More animal and plant species are currently facing extinction than at any time in human history. ​​Around one million species are thought to be currently under threat.

To meet this challenge, in 2021, the Airbus Foundation joined forces with the Connected Conservation Foundation (CCF) to protect wildlife and preserve ecosystems with the help of Airbus Defence and Space satellite imagery.  

Executive Director of the Connected Conservation Foundation, Sophie Maxwell, gives an update on CCF’s partnership with the Airbus Foundation. 

Sophie, tell us how the partnership is going.  

In the past two years, our partnership has made significant strides in protecting wildlife and natural ecosystems. Satellite data, alongside on-the-ground infrastructure, has emerged as a vital tool for monitoring and safeguarding protected areas. We’ve been focused on delivering high-resolution data to local teams, empowering them to monitor and protect threatened species and natural resources.

Our partnership has also pursued innovative projects that use new 30 cm resolution data from Pléiades Neo satellites to solve a variety of conservation challenges. These include the monitoring of wildlife, natural resources and vegetation and harmful human activities. Use of this data shows how conservation efforts can be scaled up through cutting-edge technology and advanced analysis techniques.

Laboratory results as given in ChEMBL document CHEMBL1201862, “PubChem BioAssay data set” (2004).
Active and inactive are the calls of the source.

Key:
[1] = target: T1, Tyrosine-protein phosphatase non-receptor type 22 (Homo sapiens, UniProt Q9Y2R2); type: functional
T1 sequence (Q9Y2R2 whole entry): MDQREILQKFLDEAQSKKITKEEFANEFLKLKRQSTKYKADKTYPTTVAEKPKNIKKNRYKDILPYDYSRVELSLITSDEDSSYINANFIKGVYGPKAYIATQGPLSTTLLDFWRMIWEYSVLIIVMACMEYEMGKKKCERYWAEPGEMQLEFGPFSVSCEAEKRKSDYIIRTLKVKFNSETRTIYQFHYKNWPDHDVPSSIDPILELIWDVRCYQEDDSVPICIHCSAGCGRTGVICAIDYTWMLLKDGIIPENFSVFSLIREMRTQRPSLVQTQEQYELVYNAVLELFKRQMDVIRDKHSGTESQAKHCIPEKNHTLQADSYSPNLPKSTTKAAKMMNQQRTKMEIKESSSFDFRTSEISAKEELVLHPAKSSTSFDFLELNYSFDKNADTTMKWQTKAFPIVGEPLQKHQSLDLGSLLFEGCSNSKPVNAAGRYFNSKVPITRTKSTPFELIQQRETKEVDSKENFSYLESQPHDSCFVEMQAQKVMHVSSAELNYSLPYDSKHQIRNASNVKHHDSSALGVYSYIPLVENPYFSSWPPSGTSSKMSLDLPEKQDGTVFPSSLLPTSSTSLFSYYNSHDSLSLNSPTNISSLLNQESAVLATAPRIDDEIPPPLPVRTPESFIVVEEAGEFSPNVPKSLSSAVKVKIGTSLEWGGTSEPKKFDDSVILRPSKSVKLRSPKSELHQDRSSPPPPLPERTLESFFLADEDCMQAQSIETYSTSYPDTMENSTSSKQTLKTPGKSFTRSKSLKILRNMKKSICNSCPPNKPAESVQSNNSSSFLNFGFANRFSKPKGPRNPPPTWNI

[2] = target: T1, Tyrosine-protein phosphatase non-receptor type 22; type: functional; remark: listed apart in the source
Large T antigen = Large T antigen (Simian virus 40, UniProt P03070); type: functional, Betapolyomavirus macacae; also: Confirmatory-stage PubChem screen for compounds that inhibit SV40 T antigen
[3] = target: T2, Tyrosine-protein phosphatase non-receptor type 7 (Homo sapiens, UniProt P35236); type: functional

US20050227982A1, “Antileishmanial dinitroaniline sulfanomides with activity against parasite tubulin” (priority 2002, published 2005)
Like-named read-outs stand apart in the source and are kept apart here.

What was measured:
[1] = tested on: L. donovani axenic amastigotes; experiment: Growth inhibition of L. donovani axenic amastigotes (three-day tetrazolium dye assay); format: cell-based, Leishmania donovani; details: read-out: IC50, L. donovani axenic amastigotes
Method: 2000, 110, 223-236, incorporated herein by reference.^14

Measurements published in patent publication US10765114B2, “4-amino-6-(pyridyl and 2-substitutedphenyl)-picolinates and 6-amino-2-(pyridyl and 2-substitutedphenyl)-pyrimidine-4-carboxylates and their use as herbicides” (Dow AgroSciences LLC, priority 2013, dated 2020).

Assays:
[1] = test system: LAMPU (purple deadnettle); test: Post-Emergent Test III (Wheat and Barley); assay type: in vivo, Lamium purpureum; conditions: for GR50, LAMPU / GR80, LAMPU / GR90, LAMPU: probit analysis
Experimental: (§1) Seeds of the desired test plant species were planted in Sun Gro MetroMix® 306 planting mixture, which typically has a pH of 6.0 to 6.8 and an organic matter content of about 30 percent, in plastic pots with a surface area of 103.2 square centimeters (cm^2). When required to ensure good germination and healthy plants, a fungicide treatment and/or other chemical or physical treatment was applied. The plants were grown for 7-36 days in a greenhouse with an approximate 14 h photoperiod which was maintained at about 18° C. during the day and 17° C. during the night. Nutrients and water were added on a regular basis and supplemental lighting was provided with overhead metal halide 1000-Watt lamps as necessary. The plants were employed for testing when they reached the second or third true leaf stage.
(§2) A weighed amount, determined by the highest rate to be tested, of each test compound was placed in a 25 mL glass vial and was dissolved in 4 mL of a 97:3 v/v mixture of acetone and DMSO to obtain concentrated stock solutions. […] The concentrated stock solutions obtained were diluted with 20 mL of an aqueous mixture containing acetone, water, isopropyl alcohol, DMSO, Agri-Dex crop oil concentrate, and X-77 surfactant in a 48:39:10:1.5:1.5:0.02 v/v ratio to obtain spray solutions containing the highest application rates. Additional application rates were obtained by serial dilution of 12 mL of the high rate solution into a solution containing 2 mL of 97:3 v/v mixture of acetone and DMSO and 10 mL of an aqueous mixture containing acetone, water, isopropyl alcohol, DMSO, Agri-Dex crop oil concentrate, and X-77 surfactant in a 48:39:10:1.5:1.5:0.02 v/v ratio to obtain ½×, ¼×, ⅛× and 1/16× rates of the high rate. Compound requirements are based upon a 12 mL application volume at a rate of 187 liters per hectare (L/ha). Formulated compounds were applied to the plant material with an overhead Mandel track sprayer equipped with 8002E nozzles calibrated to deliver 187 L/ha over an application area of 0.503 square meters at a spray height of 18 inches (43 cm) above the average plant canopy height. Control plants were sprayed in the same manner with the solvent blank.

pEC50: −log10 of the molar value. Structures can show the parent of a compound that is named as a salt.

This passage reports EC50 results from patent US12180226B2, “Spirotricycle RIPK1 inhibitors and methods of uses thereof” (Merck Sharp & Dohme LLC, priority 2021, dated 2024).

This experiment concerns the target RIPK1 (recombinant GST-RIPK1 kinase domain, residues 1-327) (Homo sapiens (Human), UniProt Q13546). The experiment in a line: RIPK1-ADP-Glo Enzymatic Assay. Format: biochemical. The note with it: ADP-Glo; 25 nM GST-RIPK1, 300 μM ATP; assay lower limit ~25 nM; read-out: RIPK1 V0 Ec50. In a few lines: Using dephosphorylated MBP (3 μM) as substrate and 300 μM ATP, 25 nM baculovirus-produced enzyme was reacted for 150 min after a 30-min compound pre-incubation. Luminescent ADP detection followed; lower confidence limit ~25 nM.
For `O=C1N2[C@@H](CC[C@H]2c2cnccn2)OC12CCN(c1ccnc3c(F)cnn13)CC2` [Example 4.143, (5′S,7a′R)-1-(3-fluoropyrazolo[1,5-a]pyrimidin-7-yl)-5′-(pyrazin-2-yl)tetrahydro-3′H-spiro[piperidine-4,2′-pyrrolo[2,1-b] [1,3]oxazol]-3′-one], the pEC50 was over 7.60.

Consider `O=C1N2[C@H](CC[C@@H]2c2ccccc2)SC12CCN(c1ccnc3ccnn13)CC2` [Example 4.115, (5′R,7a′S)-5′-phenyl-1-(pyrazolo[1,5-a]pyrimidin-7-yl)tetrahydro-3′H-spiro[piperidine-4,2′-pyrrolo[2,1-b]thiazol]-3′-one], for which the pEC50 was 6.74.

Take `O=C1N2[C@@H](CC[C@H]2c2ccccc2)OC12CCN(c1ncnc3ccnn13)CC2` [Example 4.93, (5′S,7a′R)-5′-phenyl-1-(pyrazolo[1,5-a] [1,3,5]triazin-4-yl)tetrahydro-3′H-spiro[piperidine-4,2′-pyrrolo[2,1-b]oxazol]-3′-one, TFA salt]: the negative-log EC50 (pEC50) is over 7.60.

How has CCF benefitted from Airbus Foundation satellite imagery?

In the last two years, Airbus Foundation has donated 4,209 km2 of high-resolution imagery. This includes 2,000 km2 of Pléiades Neo imagery of the Lorian Swamp Ecosystem to the Northern Rangelands Trust (NRT) in Kenya, which the NRT can use for habitat mapping, wildlife corridor planning and natural resource management. This data also serves as a baseline for long-term conservation efforts and plays a crucial role in raising awareness locally of the threats, pressures and challenges at hand.